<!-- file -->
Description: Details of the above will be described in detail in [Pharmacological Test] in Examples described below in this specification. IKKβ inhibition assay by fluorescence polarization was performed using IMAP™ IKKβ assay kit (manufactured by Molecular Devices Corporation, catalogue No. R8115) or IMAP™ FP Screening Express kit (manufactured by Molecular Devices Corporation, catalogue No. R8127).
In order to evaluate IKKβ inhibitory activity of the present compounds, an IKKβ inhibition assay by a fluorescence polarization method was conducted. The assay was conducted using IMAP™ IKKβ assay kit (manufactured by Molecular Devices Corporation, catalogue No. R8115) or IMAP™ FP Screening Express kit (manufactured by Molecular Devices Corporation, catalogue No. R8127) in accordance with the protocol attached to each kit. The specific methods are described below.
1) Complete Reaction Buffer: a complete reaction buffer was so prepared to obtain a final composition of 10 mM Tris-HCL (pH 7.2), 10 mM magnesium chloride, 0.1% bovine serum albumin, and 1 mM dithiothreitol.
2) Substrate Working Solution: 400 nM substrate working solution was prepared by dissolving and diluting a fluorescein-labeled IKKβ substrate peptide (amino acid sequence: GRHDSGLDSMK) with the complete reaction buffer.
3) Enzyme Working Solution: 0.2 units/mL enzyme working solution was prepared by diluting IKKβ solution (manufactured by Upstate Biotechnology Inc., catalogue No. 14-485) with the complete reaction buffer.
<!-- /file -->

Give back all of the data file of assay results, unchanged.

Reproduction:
Description: Details of the above will be described in detail in [Pharmacological Test] in Examples described below in this specification. IKKβ inhibition assay by fluorescence polarization was performed using IMAP™ IKKβ assay kit (manufactured by Molecular Devices Corporation, catalogue No. R8115) or IMAP™ FP Screening Express kit (manufactured by Molecular Devices Corporation, catalogue No. R8127).
In order to evaluate IKKβ inhibitory activity of the present compounds, an IKKβ inhibition assay by a fluorescence polarization method was conducted. The assay was conducted using IMAP™ IKKβ assay kit (manufactured by Molecular Devices Corporation, catalogue No. R8115) or IMAP™ FP Screening Express kit (manufactured by Molecular Devices Corporation, catalogue No. R8127) in accordance with the protocol attached to each kit. The specific methods are described below.
1) Complete Reaction Buffer: a complete reaction buffer was so prepared to obtain a final composition of 10 mM Tris-HCL (pH 7.2), 10 mM magnesium chloride, 0.1% bovine serum albumin, and 1 mM dithiothreitol.
2) Substrate Working Solution: 400 nM substrate working solution was prepared by dissolving and diluting a fluorescein-labeled IKKβ substrate peptide (amino acid sequence: GRHDSGLDSMK) with the complete reaction buffer.
3) Enzyme Working Solution: 0.2 units/mL enzyme working solution was prepared by diluting IKKβ solution (manufactured by Upstate Biotechnology Inc., catalogue No. 14-485) with the complete reaction buffer.